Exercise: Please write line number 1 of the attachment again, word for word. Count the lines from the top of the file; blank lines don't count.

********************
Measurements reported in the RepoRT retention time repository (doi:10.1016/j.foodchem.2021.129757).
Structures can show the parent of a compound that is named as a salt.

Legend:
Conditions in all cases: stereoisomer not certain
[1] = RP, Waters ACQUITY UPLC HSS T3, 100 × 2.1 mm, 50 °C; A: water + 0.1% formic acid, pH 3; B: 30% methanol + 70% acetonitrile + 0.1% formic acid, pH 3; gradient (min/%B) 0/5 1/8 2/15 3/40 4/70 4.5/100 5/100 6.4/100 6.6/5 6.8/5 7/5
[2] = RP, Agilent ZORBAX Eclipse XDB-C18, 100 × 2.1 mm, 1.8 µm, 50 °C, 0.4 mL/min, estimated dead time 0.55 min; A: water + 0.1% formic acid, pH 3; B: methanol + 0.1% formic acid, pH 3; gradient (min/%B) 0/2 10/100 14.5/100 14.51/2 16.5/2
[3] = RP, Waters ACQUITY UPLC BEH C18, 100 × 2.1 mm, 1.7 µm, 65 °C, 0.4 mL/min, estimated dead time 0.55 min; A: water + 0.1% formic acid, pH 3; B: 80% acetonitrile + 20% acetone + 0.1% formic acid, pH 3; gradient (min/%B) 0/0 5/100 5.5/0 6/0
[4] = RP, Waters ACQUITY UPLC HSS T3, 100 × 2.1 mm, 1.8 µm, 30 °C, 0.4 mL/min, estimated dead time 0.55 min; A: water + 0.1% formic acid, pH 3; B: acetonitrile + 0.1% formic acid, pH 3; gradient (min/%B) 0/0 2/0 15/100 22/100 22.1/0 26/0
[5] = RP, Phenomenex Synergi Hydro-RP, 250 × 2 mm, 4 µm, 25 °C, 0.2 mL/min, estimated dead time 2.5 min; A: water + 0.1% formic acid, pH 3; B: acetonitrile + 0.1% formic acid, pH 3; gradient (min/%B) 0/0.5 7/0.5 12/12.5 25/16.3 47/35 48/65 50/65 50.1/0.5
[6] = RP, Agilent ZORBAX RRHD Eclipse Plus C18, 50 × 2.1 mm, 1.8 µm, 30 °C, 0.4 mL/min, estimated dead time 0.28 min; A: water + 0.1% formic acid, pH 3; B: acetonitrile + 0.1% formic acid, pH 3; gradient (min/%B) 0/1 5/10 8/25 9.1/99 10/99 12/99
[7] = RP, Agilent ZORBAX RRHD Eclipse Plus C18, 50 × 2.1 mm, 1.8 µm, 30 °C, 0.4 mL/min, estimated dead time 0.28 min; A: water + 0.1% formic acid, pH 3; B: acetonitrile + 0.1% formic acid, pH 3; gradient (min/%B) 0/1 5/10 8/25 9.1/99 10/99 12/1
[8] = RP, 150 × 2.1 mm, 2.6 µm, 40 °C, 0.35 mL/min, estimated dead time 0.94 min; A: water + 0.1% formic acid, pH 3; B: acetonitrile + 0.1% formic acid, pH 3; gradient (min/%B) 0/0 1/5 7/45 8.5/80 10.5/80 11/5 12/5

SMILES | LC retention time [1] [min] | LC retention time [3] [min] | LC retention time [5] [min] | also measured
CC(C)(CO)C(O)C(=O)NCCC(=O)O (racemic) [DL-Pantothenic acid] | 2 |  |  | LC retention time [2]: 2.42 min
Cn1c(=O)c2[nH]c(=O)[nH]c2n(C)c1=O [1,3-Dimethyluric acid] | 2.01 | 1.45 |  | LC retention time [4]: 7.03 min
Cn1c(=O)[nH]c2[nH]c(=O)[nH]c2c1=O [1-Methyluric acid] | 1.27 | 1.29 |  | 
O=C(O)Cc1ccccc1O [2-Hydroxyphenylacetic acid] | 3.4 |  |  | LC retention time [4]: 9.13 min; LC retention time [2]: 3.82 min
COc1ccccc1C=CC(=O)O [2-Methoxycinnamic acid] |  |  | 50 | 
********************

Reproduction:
Measurements reported in the RepoRT retention time repository (doi:10.1016/j.foodchem.2021.129757).